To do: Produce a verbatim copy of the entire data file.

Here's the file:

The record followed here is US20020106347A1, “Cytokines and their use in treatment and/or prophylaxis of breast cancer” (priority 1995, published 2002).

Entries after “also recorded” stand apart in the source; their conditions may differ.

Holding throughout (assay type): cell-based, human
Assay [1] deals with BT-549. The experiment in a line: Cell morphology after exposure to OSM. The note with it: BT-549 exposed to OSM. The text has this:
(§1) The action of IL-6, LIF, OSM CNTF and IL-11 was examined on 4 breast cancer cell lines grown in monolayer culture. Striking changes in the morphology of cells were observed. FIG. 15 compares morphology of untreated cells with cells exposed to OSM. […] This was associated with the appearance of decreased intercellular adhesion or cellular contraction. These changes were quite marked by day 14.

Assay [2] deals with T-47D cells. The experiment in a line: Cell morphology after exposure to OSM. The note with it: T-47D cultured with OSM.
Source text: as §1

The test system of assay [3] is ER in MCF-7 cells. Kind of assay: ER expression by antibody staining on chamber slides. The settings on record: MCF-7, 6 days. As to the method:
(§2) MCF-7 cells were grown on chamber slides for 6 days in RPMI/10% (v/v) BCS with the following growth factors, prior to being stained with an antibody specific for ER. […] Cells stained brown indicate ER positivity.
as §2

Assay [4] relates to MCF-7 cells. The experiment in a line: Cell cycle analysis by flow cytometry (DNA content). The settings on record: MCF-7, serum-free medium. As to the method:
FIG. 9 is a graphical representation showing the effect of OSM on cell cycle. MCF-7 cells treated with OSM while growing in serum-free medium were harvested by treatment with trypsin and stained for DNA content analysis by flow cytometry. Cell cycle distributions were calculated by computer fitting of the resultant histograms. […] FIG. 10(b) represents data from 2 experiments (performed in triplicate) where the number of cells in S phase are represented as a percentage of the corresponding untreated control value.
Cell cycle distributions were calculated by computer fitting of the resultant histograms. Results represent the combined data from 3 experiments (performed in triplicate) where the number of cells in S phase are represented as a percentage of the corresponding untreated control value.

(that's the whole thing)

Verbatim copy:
The record followed here is US20020106347A1, “Cytokines and their use in treatment and/or prophylaxis of breast cancer” (priority 1995, published 2002).

Entries after “also recorded” stand apart in the source; their conditions may differ.

Holding throughout (assay type): cell-based, human
Assay [1] deals with BT-549. The experiment in a line: Cell morphology after exposure to OSM. The note with it: BT-549 exposed to OSM. The text has this:
(§1) The action of IL-6, LIF, OSM CNTF and IL-11 was examined on 4 breast cancer cell lines grown in monolayer culture. Striking changes in the morphology of cells were observed. FIG. 15 compares morphology of untreated cells with cells exposed to OSM. […] This was associated with the appearance of decreased intercellular adhesion or cellular contraction. These changes were quite marked by day 14.

Assay [2] deals with T-47D cells. The experiment in a line: Cell morphology after exposure to OSM. The note with it: T-47D cultured with OSM.
Source text: as §1

The test system of assay [3] is ER in MCF-7 cells. Kind of assay: ER expression by antibody staining on chamber slides. The settings on record: MCF-7, 6 days. As to the method:
(§2) MCF-7 cells were grown on chamber slides for 6 days in RPMI/10% (v/v) BCS with the following growth factors, prior to being stained with an antibody specific for ER. […] Cells stained brown indicate ER positivity.
as §2

Assay [4] relates to MCF-7 cells. The experiment in a line: Cell cycle analysis by flow cytometry (DNA content). The settings on record: MCF-7, serum-free medium. As to the method:
FIG. 9 is a graphical representation showing the effect of OSM on cell cycle. MCF-7 cells treated with OSM while growing in serum-free medium were harvested by treatment with trypsin and stained for DNA content analysis by flow cytometry. Cell cycle distributions were calculated by computer fitting of the resultant histograms. […] FIG. 10(b) represents data from 2 experiments (performed in triplicate) where the number of cells in S phase are represented as a percentage of the corresponding untreated control value.
Cell cycle distributions were calculated by computer fitting of the resultant histograms. Results represent the combined data from 3 experiments (performed in triplicate) where the number of cells in S phase are represented as a percentage of the corresponding untreated control value.